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NATURE

Alien species: A slow motion explosion

invaders
Zebra mussels, spotted thistle, kudzu and spiny pigweed are just a few of the more than 2,000 alien species quietly threatening biodiversity in the United States   

ENN



Zebra mussels, spotted thistle, kudzu and spiny pigweed are just a few of the more than 2,000 alien species quietly threatening biodiversity in the United States.

Forest fires, tornadoes, flooding, earthquakes and mudslides are the rock stars of nature's mass destruction capabilities, but when it comes to actual damage, exotic weeds, pests and diseases are hands down more costly, according to government officials.

Many scientists believe the spread of exotic species is one of the most serious, yet least known threats to biodiversity. Conservative estimates count 2,000 alien plant species that have established themselves in the United States, 350 of which experts say are serious and dangerous invaders. Non-native animal species cause $123 billion worth of damage each year to crops, range land and waterways, according to a report by the federal government.

Weeds infest 100 million acres in the U.S., spreading 14 percent a year, and on public lands consume 4,600 acres of wildlife habitat a day. At least 1.5 million acres of national park land are severely infested and need immediate treatment, according to the National Park Service.

The ocean serves as a highway in transporting invasive species into U.S. waters. Every minute 40,000 gallons of foreign ballast water are dumped into U.S. harbors. This water contains a multitude of non-indigenous organisms that could alter or destroy America's natural marine ecosystems, according to the National Oceanic and Atmospheric Administration.

And each year, the problem gets worse. Aliens we're currently doing battle with include:

  • Red fire ants native to South America have established themselves in much of the south.

  • Tomato bushy stunt virus, an exotic disease that was first isolated in Ireland in 1935, has a toehold in agricultural crops of Southern California. Unlike most viruses, which are spread from plant to plant by insects, tomato bushy stunt virus resides in soil and water.

  • Persea mite and avocado thrips are threatening avocado growers in California, where 90 percent of the nation's avocados are grown. Agricultural economists say that the combination of rising production costs, decreasing quality and increased market prices could result in increased imports from Chile and Mexico and total loss of the avocado industry in the U.S.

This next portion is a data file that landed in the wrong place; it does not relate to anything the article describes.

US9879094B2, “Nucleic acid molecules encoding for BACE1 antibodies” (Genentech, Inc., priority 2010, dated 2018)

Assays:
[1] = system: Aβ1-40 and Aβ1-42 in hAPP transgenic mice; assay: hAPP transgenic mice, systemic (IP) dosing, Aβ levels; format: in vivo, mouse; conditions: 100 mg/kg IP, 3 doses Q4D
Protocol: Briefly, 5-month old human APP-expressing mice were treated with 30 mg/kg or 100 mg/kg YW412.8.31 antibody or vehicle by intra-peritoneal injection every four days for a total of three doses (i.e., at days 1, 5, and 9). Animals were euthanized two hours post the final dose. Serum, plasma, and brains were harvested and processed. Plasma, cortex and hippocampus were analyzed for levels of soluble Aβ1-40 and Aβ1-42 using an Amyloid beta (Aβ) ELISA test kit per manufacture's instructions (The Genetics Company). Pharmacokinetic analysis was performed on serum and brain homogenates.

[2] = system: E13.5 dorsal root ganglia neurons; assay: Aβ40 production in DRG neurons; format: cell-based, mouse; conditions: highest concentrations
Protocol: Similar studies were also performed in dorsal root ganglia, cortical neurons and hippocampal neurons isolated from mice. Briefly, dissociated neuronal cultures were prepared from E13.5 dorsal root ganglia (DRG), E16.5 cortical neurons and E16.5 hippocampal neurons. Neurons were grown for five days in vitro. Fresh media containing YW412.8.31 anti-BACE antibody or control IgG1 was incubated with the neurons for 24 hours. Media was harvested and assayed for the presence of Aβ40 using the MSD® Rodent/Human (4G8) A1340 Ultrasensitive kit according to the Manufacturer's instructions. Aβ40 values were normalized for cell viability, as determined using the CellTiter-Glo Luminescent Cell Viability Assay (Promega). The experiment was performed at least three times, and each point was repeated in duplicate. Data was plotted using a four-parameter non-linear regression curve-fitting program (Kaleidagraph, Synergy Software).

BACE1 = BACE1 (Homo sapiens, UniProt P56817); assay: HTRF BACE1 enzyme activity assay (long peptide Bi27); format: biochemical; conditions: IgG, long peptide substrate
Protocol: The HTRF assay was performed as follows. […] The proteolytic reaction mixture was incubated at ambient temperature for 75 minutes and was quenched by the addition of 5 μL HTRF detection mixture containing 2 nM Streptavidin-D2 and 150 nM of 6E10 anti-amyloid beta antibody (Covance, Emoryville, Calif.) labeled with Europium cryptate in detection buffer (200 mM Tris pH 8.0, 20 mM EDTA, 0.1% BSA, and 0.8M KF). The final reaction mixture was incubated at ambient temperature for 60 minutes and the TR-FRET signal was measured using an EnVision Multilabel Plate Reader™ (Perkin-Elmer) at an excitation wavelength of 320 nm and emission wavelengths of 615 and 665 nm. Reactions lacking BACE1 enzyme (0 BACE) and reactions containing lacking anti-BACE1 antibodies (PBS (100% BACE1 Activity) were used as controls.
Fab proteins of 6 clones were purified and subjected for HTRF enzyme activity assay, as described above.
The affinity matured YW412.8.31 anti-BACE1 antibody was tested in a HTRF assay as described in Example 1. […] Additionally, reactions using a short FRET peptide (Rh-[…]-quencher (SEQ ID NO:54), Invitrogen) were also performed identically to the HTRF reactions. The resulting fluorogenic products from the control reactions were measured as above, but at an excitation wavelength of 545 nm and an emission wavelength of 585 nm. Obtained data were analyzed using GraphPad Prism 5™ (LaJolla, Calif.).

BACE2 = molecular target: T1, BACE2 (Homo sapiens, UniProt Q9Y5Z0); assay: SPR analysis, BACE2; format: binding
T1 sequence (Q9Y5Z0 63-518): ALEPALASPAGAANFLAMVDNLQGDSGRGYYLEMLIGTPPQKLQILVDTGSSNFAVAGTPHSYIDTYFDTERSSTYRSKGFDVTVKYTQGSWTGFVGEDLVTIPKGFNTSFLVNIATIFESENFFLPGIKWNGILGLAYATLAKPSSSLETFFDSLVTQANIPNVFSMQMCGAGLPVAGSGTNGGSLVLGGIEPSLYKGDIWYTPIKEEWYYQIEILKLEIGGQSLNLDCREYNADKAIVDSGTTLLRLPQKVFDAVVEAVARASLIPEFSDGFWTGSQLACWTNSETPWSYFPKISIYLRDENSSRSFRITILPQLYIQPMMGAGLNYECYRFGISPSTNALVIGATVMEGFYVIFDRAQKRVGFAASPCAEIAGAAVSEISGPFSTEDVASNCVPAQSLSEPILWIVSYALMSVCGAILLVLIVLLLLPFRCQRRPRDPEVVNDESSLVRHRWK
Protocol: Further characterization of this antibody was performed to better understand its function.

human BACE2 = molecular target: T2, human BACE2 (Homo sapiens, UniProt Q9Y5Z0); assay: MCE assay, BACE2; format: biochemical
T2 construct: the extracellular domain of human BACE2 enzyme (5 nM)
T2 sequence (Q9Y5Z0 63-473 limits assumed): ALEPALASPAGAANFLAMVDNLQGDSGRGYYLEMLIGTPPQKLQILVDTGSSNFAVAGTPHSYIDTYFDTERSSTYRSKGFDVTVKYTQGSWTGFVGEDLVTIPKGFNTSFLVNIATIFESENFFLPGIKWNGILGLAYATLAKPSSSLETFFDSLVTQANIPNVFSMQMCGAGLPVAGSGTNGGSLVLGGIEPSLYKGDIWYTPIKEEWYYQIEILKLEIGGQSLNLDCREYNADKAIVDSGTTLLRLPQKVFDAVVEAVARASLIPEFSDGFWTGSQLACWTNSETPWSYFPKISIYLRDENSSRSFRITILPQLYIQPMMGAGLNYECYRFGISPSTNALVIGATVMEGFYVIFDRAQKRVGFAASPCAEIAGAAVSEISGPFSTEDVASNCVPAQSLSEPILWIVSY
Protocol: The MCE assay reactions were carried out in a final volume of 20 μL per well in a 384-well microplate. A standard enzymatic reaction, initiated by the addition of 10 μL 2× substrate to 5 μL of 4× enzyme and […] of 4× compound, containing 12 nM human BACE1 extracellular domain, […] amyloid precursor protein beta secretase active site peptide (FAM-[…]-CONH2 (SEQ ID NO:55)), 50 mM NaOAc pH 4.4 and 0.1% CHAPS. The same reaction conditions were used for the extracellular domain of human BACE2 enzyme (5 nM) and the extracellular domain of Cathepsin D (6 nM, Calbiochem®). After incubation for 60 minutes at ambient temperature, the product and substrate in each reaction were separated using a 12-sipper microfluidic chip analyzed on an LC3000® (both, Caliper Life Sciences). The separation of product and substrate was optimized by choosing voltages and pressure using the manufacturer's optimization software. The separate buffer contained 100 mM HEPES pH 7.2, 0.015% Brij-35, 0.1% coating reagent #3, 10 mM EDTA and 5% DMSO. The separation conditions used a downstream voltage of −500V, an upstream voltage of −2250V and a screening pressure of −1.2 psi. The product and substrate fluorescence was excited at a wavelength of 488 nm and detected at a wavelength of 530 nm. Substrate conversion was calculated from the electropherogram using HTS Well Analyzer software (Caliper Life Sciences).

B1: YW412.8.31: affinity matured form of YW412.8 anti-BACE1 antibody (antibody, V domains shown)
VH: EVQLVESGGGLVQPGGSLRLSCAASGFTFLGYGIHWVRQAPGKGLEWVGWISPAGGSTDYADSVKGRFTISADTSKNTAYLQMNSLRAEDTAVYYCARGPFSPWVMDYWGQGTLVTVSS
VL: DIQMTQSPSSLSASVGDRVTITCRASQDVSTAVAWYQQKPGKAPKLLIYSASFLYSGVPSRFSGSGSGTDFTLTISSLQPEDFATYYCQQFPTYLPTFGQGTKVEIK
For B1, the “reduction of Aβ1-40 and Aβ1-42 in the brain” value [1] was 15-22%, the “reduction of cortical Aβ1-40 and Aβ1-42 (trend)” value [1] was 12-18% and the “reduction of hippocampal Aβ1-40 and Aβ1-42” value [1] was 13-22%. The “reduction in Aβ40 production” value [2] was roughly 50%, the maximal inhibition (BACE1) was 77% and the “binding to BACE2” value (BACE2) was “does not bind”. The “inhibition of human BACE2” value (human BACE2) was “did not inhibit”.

• Zebra mussels can shut down electrical utilities by clogging water intake pipes and threaten to cause an estimated $5 billion in damages by 2002 if left unchecked.

  • Leafy spurge causes more than $144 million in livestock forage damage each year in Montana, North Dakota, South Dakota and Wyoming, reducing the productivity of grazing land by 50 to 75 percent.

  • Sea lampreys caused the collapse of lake trout and other Great Lakes fisheries, costing the U.S. and Canada $13 million annually to control.

  • Yellow starthistle, a spiny weed introduced from Chile during the gold rush now chokes native plants out of 15 to 20 million acres of California's range land and wild land areas. It spreads at 10 percent a year.

  • Brown tree snakes have caused more than 200 snakebites, 1,200 electrical outages and the extinction of most native forest birds on Guam. The Interior Department is spending $4.5 million annually to prevent the spread of the brown tree snake from Guam.

  • Asian long-horned beetles infested Brooklyn, N.Y. More than 2,000 trees had to be destroyed, costing the federal and state government more than $5 million. A similar infestation now plagues Chicago.

  • Purple loosetrife has a beautiful flower and spreads like wildfire. Now found in 36 states, it costs $45 million annually to manage. Florida spends $11 million each year to manage water hyacinth. Tropical soda apple, first reported in Florida, now covers 370,000 acres and costs the state $28 million.
President Clinton established an interagency council in February and gave its members 18 months to come up with a management plan. In the meantime, prevention, eradication and control activities are already in place in some instances, as are research efforts. But it will take coordinated efforts across federal state and local governments, and adequate funding from Congress to begin to win the war on invasive species, according to NOAA.

"These aliens are quiet opportunists, spreading in a slow motion explosion," concludes a recently released government report.

Copyright 1999, Environmental News Network, All Rights Reserved



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